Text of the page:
Dis­solved oxy­gen lev­els low in Ch­e­sa­peake Bay


Spe­cial from the Star Democrat

— A pro­longed heat wave could be be­hind low dis­solved oxy­gen lev­els in the Ch­e­sa­peake Bay in late July, ac­cord­ing to the Mary­land Depart­ment of Nat­u­ral Re­sources.

Each year be­tween June and Septem­ber, DNR com­putes data col­lected on the Bay’s dis­solved oxy­gen.

Oys­ters, crabs, striped bass and other crea­tures in the Bay need dis­solved oxy­gen in the water to sur­vive. Lit­tle to no oxy­gen in the water is called hy­poxia, of­ten re­ferred to as “dead zones.”

Hy­poxic ar­eas are caused by ex­cess nu­tri­ent pol­lu­tion, pri­mar­ily from hu­man ac­tiv­ity like agri­cul­ture and waste­water. The nu­tri­ent pol­lu­tion feeds al­gae blooms, and when the al­gae dies it set­tles to the bot­tom and ab­sorbs the oxy­gen in the water, said Bruce Michael, di­rec­tor of re­source as­sess­ment ser­vice at DNR, in a July in­ter­view.

The sum­mer started off pos­i­tive. Late June dis­solved oxy­gen lev­els were the sec­ond best in the Ch­e­sa­peake Bay since since 1985. But by late July, dis­solved oxy­gen lev­els were the sev­enth worst since 1985, ac­cord­ing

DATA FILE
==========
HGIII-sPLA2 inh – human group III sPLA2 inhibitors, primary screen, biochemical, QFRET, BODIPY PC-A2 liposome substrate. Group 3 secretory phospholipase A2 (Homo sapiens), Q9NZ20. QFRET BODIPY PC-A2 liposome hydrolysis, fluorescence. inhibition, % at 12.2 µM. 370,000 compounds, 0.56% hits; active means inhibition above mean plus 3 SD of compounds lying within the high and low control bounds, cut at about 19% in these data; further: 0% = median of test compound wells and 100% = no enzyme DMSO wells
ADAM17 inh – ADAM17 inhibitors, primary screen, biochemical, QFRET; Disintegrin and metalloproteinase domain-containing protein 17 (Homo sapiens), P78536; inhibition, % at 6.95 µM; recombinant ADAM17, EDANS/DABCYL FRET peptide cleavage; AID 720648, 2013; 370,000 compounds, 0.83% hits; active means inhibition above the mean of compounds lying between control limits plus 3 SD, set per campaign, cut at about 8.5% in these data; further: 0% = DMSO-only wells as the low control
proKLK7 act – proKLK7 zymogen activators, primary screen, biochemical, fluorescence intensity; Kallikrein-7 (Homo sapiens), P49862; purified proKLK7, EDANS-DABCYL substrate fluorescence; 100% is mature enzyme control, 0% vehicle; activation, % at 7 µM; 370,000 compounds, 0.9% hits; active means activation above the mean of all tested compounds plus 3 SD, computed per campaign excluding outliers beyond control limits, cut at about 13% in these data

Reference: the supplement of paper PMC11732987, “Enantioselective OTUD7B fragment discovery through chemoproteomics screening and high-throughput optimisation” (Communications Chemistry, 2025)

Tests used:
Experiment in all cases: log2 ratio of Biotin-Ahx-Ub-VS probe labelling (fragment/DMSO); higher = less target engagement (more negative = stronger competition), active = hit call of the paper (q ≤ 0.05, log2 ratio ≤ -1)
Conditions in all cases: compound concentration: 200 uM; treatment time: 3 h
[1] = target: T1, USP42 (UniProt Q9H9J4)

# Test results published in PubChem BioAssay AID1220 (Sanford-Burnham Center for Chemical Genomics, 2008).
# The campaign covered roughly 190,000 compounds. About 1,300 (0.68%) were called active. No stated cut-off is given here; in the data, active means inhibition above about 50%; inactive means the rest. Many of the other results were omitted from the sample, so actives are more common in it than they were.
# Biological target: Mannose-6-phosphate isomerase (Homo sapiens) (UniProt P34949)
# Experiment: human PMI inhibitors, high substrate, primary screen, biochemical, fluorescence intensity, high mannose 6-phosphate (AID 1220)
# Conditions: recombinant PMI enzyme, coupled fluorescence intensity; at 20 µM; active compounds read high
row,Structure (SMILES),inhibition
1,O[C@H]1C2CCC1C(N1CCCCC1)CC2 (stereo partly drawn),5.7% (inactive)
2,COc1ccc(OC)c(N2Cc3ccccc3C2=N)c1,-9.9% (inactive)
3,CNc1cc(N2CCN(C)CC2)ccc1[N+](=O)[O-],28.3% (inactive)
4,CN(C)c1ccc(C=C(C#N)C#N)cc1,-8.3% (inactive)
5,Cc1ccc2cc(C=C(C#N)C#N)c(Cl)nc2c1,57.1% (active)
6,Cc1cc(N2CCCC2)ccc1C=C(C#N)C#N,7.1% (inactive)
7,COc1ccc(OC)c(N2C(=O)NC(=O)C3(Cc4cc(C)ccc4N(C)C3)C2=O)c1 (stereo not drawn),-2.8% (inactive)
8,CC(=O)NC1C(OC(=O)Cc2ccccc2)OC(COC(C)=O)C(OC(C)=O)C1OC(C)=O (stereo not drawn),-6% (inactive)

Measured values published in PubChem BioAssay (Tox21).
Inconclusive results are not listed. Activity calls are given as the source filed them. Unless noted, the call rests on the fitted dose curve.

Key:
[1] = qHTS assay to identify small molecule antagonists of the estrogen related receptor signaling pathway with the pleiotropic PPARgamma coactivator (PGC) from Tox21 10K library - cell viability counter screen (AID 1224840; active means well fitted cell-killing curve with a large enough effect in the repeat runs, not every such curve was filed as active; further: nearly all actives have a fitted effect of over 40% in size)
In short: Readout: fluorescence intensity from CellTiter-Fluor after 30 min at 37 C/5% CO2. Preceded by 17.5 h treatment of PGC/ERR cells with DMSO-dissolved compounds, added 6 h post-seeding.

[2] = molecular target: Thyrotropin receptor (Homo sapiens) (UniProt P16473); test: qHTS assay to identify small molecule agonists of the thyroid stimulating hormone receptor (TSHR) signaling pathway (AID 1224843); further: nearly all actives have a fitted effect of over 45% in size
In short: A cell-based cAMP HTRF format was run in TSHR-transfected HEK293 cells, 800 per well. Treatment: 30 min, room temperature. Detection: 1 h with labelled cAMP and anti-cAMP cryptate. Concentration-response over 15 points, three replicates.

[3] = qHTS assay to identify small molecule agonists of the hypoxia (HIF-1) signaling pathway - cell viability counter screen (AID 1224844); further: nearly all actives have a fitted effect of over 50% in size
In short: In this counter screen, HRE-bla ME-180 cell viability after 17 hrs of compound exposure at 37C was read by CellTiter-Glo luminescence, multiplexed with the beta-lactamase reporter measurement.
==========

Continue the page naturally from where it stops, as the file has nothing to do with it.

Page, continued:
to DNR. How­ever, of­fi­cials in July did ex­pect the dead zone to get larger as the sum­mer con­tin­ued.

Ac­cord­ing to DNR’s data on dis­solved oxy­gen con­di­tions in Mary­land’s por­tion of the main­stem of the Bay, the hy­poxic zone in late June was .42 cu­bic miles.

In the late July pe­riod, the hy­poxic zone was ap­prox­i­mately 1.65 cu­bic miles, which is greater than the late July 1985-2015 av­er­age of 1.29 cu­bic miles, ac­cord­ing to DNR. Hy­poxia ex­tended south of the Patux­ent and Po­tomac rivers, DNR stated.

“A pro­longed heat wave likely ex­ac­er­bated low oxy­gen con­di­tions, as warmer waters hold and mix less oxy­gen,” DNR stated. “A lack of sig­nif­i­cant winds also pre­vented sur­face oxy­gen from mix­ing to bot­tom waters.”

In the be­gin­ning of June, sci­en­tists from the Univer­sity of Mary­land Cen­ter for En­vi­ron­men­tal Sci­ence, National Oceanic and At­mo­spheric Ad­min­is­tra­tion, U.S. Ge­o­log­i­cal Sur­vey and the Univer­sity of Michi­gan re­leased pre­dic­tions for this sum­mer’s Bay dead zone. They es­ti­mated that the dead zone will be ei­ther av­er­age or slightly smaller com­pared to pre­vi­ous sum­mers.

Newspapers in English

Newspapers from USA

© PressReader. All rights reserved.